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MSE News: House asking price rises put sellers off

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MSE News: House asking price rises put sellers off

edited 30 November -1 at 1:00AM in House Buying, Renting & Selling
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MSE_GuyMSE_Guy MSE Staff
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edited 30 November -1 at 1:00AM in House Buying, Renting & Selling
This is the discussion thread for the following MSE News Story:

"Overly optimistic sellers increased their asking prices by 1.7% in April but potential buyers continued to stay away ..."

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  • danothydanothy Forumite
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    I'd love to see these asking price stats lined up side by side with comparable changes in actual selling prices.
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  • edited 18 April 2011 at 3:48PM
    DavesnaveDavesnave Forumite
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    edited 18 April 2011 at 3:48PM
    This is hilarious.

    In local papers, the agents are forever urging 'realism' over prices, yet:

    "On a monthly basis, the South West saw the biggest increase in asking prices of 3.3%"

    So who been valuing these properties 'realistically' if it's not the agents?
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  • tyllwydtyllwyd Forumite
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    House price rises put sellers off ????
  • edinburgheredinburgher Forumite
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    It's become significantly harder to get a mortgage?

    FTBs sitting on their hands/deposits?

    Tell you what - let's put up our asking price - that'll work! :rotfl:
  • brit1234brit1234 Forumite
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    It seems new houses especially in London go on with higher asking prices and then fall when every says they are too costly.

    Right Move only include asking prices when first put on, they don't include asking price changes on existing prices and thus not a true reflection of asking prices. They are even further removed from the far lower selling prices.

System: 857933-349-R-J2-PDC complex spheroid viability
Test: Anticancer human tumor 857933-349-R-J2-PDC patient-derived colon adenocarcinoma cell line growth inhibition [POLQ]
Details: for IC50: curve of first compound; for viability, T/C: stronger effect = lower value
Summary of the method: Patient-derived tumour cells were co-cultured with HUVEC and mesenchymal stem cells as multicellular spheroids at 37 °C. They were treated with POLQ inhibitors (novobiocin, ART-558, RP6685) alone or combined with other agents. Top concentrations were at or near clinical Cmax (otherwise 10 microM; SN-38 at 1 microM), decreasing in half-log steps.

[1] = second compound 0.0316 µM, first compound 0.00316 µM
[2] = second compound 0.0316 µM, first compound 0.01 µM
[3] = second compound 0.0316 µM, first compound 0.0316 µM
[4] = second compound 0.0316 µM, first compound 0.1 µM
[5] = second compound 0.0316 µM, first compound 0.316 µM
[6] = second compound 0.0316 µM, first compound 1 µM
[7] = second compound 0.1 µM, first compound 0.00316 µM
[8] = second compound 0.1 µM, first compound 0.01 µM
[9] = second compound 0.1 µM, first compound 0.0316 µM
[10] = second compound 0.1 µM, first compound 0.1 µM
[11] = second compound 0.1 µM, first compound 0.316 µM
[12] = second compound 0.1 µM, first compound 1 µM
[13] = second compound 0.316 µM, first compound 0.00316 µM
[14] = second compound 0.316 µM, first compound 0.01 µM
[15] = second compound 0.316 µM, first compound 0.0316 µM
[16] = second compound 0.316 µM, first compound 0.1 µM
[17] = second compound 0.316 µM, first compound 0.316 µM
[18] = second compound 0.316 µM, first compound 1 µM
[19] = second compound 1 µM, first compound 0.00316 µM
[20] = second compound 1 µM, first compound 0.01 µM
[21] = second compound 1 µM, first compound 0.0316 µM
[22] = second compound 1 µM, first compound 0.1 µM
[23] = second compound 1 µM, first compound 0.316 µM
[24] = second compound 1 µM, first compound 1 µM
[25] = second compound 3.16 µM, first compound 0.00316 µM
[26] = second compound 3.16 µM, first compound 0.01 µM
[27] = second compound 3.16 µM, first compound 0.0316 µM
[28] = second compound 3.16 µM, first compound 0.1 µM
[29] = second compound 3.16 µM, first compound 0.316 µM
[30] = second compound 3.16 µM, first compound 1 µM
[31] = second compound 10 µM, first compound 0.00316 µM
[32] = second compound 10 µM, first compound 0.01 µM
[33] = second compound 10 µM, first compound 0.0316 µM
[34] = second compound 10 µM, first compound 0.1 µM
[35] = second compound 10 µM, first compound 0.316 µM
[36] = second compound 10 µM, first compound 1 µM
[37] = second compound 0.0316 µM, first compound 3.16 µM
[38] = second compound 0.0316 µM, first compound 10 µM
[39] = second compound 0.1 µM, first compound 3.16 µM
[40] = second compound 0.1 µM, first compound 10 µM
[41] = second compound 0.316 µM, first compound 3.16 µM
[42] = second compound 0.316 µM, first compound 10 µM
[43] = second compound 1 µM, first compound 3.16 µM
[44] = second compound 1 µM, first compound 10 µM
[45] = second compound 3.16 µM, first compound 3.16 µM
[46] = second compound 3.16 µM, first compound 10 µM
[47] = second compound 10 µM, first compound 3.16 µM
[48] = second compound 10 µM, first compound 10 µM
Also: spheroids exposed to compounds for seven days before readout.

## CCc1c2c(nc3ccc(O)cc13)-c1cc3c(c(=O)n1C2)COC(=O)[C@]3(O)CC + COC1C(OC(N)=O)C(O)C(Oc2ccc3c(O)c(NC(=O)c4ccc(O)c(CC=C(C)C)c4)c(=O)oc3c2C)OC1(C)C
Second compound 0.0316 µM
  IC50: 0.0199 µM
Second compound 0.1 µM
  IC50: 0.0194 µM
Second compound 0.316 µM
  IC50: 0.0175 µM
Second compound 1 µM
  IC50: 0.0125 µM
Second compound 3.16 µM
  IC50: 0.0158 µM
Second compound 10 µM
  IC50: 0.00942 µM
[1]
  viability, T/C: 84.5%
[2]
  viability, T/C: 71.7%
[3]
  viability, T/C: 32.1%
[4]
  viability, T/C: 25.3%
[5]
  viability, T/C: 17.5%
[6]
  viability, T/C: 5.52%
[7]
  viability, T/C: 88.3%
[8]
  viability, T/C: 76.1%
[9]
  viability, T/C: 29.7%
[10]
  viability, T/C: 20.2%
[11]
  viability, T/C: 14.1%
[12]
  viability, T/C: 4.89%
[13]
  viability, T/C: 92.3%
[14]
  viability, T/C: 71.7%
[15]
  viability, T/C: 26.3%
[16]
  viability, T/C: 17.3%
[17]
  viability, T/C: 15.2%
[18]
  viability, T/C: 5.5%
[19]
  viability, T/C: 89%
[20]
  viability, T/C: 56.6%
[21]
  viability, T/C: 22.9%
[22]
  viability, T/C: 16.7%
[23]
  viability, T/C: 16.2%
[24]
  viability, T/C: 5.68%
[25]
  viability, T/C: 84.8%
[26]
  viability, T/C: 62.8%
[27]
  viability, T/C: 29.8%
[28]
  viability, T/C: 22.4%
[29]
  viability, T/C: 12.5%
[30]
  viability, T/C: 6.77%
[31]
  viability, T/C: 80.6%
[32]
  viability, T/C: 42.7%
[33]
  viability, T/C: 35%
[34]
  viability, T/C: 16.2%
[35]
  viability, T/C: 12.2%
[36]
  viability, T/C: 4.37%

There is about a 33% difference between Halifax and Rightmove prices. These asking prices are meaningless now.
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  • tara747tara747 Forumite
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    They put buyers off, you mean!

    Ah, the optimism of sellers in spring... :rotfl:
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  • It seems normal here for asking prices to drop within a month of going on the market, sometimes by tens of thousands, and then still not sell.

    So what is going on? The agents must know they won't sell. Could they be tricking buyers into thinking they are getting bargains? Or tricking sellers to get them on their books? Or maybe they are just not too bright.

    To a certain extent I don't blame people for not cutting prices, when the problems is lack of any mortgages rather than general affordability. Might as well tough it out and wait for lending to resume.
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  • elliewildelliewild Forumite
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    i was selling my property at 80,000 but no luck so im now renting it out. my brother was selling his and getting silly offers of 20,000 under the asking price (which he was considering). actually when assessing the market through property bee a lot of houses ive been looking at have dropped 10-20,000 anyway to entice buyers. if your on the second rung you've got little chance of selling as you need a wopping deposit or to sell your own home before buying. we had 15,000 deposit but couldnt put in offers because we had to sell ours (on the first rung so to speak) its a nightmare. we have just bought a caravan to move into while we're still looking! i'm hoping that people will be so desperate to sell that i can bargain down the price and get a good deal. (i was screwed first time round as i bought in the boom and have negative equity - with our first house you dont know what to look for etc and so got totally screwed over.)
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  • All this means is that the gap between asking and selling prices is going to increase. Perhaps back to 20%+ like it did in Nov 2010 for London.
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  • brit1234brit1234 Forumite
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    It means any sensible buyers are going to put a lot lower offers in. Its just the spring bounce, sellers are being a little deluded about financial reality at the moment. They bought when there was mass fraud, lying about salary and all kinds of loose lending. That's been mostly clamped down on now so they will never get a buyer prepared to pay 2007 prices.
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